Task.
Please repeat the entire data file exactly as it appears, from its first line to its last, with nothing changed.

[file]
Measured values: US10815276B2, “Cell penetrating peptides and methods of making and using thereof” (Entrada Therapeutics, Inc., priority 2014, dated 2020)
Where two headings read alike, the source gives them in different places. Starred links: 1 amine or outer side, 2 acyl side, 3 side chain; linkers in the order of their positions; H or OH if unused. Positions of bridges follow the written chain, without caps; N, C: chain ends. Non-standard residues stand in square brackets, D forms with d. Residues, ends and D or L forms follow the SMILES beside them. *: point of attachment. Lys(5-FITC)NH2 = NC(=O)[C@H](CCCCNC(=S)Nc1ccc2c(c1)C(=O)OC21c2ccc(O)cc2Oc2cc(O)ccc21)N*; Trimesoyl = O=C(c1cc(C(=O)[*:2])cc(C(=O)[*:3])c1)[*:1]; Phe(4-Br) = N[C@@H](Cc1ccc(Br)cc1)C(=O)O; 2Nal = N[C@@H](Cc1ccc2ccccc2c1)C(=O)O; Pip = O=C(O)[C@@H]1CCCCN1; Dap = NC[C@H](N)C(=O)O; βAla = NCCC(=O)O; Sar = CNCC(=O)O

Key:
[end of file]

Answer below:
Measured values: US10815276B2, “Cell penetrating peptides and methods of making and using thereof” (Entrada Therapeutics, Inc., priority 2014, dated 2020)
Where two headings read alike, the source gives them in different places. Starred links: 1 amine or outer side, 2 acyl side, 3 side chain; linkers in the order of their positions; H or OH if unused. Positions of bridges follow the written chain, without caps; N, C: chain ends. Non-standard residues stand in square brackets, D forms with d. Residues, ends and D or L forms follow the SMILES beside them. *: point of attachment. Lys(5-FITC)NH2 = NC(=O)[C@H](CCCCNC(=S)Nc1ccc2c(c1)C(=O)OC21c2ccc(O)cc2Oc2cc(O)ccc21)N*; Trimesoyl = O=C(c1cc(C(=O)[*:2])cc(C(=O)[*:3])c1)[*:1]; Phe(4-Br) = N[C@@H](Cc1ccc(Br)cc1)C(=O)O; 2Nal = N[C@@H](Cc1ccc2ccccc2c1)C(=O)O; Pip = O=C(O)[C@@H]1CCCCN1; Dap = NC[C@H](N)C(=O)O; βAla = NCCC(=O)O; Sar = CNCC(=O)O

Key: